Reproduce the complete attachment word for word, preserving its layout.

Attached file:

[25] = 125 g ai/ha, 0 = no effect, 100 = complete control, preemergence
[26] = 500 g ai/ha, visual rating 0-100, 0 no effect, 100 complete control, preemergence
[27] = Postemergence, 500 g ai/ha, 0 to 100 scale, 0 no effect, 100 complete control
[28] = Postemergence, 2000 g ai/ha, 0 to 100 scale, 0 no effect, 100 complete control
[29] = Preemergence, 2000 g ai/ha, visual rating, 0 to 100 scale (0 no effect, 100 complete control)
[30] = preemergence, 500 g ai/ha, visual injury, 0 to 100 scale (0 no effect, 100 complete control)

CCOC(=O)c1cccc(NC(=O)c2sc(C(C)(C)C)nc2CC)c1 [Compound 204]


[25] = 125 g ai/ha, 0 = no effect, 100 = complete control, preemergence
[26] = 500 g ai/ha, visual rating 0-100, 0 no effect, 100 complete control, preemergence
[27] = Postemergence, 500 g ai/ha, 0 to 100 scale, 0 no effect, 100 complete control
[28] = Postemergence, 2000 g ai/ha, 0 to 100 scale, 0 no effect, 100 complete control
[29] = Preemergence, 2000 g ai/ha, visual rating, 0 to 100 scale (0 no effect, 100 complete control)
[30] = preemergence, 500 g ai/ha, visual injury, 0 to 100 scale (0 no effect, 100 complete control)

CCOC(=O)c1cccc(NC(=O)c2sc(C(C)(C)C)nc2CC)c1 [Compound 204]